Imaging-Based Precision Medicine with 177Lu-PSMA-617 in Advanced Prostate Cancer – Who Will Benefit?

JEREMIE CALAIS, MD is Assistant Professor and Director of the Clinical Research Program of the Ahmanson Translational Theranostics Division of the Department of Molecular and Medical Pharmacology at UCLA. He is also a member of the Jonsson Comprehensive Cancer Center and the UCLA Institute of Urologic Oncology. Dr. Calais has established a clinical theranostics research program that combines academic investigator-initiated and industry-sponsored studies using targeted radionuclide imaging and therapy. The clinical research program focuses on translatable radiolabeled theranostic pairs that can be used and applied for diagnosis and therapy of cancer, and collaborates closely with clinical faculty across many departments at UCLA (urology, radiation oncology, radiology, medical oncology, oncologic surgery), and with multiple national and international institutions. Over the past five years, much of the program’s work has been focused on positron emission tomography (PET) imaging-based precision medicine in prostate cancer and how it can help patients and doctors.

177Lu-PSMA-617 in metastatic cancer-resistant prostate cancer

In June, the US Food and Drug Administration (FDA) granted breakthrough designation to lutetium-177 [177Lu]-PSMA-617, a novel targeted radioligand therapy, for the treatment of metastatic castration-resistant prostate cancer (mCRPC).2 177Lu-PSMA-617 delivers β-particle radiation emitted by lutetium-177 to cells positive for protein-specific membrane antigen (PSMA), a transmembrane protein that is highly expressed in prostate cancer and associated with reduced survival. The PSMA-617 ligand was developed specifically for imaging and radioligand therapy of prostate cancer.

The breakthrough therapy designation was based on the results of the phase 3 VISION trial, in which177Lu-PSMA-617 added to standard of care in over 800 previously treated patients with mCRPC prolonged radiographic progression-free survival by an average of 4 months and reduced mortality risk by 38% compared with standard of care plus placebo.3 177Lu-PSMA-617 was administered at a dose of 7.4 GBq every 6 weeks for 4-6 cycles. Standard of care excluded chemotherapy, immunotherapy, radium-223, and drugs under investigation at the time of the trial such as olaparib.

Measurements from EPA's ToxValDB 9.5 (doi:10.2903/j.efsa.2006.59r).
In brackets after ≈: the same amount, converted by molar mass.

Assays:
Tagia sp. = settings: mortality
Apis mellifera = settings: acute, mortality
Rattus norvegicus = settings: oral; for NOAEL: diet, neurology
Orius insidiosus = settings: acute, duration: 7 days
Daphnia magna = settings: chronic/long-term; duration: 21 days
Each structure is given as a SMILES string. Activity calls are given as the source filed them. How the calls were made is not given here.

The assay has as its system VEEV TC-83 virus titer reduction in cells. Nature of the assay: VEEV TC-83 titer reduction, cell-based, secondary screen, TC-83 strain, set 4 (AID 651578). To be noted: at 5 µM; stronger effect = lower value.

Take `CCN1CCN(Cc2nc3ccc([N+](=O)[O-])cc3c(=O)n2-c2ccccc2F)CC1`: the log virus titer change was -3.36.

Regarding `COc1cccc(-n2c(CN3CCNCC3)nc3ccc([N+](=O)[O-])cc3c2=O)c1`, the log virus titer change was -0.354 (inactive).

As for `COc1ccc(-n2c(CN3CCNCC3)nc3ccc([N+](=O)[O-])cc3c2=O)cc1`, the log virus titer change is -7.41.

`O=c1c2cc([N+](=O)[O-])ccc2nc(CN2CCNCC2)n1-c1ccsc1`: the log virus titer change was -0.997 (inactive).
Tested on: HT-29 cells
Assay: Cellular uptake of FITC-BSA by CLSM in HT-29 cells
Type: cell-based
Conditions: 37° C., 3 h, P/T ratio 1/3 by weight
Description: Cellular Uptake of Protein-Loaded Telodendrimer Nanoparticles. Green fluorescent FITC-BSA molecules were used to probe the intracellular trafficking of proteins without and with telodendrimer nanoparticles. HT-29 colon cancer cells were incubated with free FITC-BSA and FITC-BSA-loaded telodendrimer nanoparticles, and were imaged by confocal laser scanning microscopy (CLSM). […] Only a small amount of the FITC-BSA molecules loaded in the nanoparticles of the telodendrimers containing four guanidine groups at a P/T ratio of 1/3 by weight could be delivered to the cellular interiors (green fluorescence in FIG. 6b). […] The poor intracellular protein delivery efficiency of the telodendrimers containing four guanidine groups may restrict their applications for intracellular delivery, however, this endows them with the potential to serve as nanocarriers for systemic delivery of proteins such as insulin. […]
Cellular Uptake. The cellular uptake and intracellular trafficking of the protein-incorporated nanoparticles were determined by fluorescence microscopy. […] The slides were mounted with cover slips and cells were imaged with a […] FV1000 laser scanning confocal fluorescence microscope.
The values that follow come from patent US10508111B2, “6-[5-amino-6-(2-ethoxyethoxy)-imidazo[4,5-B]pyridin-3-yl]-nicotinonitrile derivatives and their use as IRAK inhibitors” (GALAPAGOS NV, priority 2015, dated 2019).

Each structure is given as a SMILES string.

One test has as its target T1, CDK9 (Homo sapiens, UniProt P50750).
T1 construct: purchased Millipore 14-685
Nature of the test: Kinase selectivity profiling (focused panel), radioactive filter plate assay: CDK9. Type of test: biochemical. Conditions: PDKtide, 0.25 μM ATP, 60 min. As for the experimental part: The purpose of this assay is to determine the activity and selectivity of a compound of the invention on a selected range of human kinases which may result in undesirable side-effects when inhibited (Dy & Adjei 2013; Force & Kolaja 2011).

The VISION results, along with those from some smaller studies, indicate that 177Lu-PSMA-617 is “more than just a promising treatment,” according to Dr. Calais. “I’m sure that in the next years it will become standard of care for this patient population, which has previously been treated with chemotherapy,” he says. It has a good safety profile, especially compared with chemotherapy, and it has good antitumor efficacy, particularly if the patients who receive it are selected carefully, he stresses. He points out the importance of patient selection for this treatment and how it represents a transition to more precision medicine using imaging.

Selection of patients for treatment with 177Lu-PSMA-617

Usually, a patient is considered eligible to receive PSMA- targeted molecular therapy if the disease is PSMA-positive on PET-CT imaging, but this depends on how the selection criteria are defined, Dr. Calais points out. In the VISION trial, PSMA status of lesions was measured using gallium-68 [68Ga]-PSMA-11 PET-CT scanning, with PSMA-positivity defined as 68Ga-PSMA-11 uptake greater than that of liver parenchyma in one or more metastatic lesions and without any PSMA-negative lesion visible/measurable by CT (>1 cm for visceral metastatis, >2.5 cm for lymph nodes).3 In the Australian TheraP4 and LuPSMA5 trials, which also showed efficacy of 177Lu-PSMA-617 in patients with mCRPC, a dual-tracer approach was used to select patients with 68Ga- PSMA-11 PET-CT and 2-fluorine-18[18F]-2-deoxy-D-glucose (FDG) PET-CT, which allowed detection of more PSMA- negative lesions. FDG is a glycolytic PET tracer, so it would detect highly glycolytic, mostly aggressive lesions, Dr. Calais notes. In the TheraP trial, these “stringent eligibility criteria” resulted in 28% of men screened being ineligible because of discordant 68Ga-PSMA-11 PET-CT and 2-18F-FDG PET-CT imaging. In contrast, only 15% of patients screened for the VISION trial were considered ineligible.

“Of course, the more stringently you select the patients with very high PSMA uptake, low tumor volume, no FDG lesions, and no PSMA-negative lesions, the better they will respond compared with the controls, and you can have better response rates,” Dr. Calais says. “But it doesn’t answer the question of what you do with the other patients, and whether or not they would not benefit at all from treatment with a PSMA-targeting agent,” he cautions. “You may still have some treatment effect, even in patients considered PSMA-negative,” he maintains.6